- Limited liability companies: An LLC must get workers’ compensation for its employees even if all of the employees are also members (i.e., someone who holds an interest in the LLC); members can individually reject coverage by providing written notice to the carrier and the LLC
- Corporations: Corporate officers must be covered unless the corporation has only two owners who are also the only employees; in that case, the corporation owners can reject coverage by notifying the MODWC in writing; S-corporation shareholders with more than 40% of the outstanding stock may also reject coverage in writing.
As of Jan. 1, 2019, the cost of workers’ compensation for officers who elect or are required to have coverage is based on a flat payroll amount of $42,300. The ultimate workers’ comp rate is determined by job classification and company claims history.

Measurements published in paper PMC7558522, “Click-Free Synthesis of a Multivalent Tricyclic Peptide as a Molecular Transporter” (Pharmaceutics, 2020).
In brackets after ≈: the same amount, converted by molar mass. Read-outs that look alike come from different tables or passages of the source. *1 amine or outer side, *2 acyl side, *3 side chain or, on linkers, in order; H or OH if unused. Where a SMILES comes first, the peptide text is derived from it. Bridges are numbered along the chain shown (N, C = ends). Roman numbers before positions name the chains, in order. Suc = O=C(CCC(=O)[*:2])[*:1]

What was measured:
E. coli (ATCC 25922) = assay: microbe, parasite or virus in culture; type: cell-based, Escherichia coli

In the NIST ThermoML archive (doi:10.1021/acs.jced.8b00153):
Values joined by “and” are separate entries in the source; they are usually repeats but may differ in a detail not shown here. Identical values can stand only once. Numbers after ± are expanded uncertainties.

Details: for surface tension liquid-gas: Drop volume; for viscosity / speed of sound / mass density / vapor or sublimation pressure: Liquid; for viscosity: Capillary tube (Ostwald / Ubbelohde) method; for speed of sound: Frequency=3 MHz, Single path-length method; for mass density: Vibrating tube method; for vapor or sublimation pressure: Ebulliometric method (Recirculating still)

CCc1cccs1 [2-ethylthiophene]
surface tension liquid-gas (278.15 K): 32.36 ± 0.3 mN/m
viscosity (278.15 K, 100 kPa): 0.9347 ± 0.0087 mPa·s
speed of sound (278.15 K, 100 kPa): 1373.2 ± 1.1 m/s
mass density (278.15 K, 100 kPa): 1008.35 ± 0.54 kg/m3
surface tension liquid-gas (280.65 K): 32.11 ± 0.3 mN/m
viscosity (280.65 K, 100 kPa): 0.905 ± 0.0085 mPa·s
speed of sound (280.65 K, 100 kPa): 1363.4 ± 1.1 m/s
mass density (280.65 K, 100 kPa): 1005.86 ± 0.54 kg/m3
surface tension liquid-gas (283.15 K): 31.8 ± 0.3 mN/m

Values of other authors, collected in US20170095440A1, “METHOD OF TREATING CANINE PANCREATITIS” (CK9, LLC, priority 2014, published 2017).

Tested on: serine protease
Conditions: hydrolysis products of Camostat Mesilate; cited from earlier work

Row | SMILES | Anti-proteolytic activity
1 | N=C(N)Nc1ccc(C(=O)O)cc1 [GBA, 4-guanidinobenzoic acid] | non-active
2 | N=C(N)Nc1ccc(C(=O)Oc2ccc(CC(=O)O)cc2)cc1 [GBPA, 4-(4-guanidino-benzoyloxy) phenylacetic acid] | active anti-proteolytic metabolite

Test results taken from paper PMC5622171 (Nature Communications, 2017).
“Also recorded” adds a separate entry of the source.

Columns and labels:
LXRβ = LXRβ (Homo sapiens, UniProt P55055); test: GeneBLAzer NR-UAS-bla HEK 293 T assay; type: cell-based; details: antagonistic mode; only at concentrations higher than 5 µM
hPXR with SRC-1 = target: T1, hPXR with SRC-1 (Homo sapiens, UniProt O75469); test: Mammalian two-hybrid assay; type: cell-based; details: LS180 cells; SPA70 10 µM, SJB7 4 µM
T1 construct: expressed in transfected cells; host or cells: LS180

Missouri Workers’ Compensation Requirements for Self-Insurance
Missouri requires all employers with five or more employees (and all construction employers) to have workers’ comp insurance. However, employers who meet the requirements and complete the proper paperwork are able to self-insure to reduce long-term premium and administrative costs.
Companies seeking to self-insure workers’ compensation coverage in Missouri must:
- Complete an application that includes company financial history
- Obtain a surety bond of at least $200,000 to cover claims
- Pay a $250 application fee to the Missouri Department of Labor and Industrial Relations
The MODWC has a checklist that contains the specific documentation for business owners who want to self-insure.
Missouri Workers’ Compensation Compliance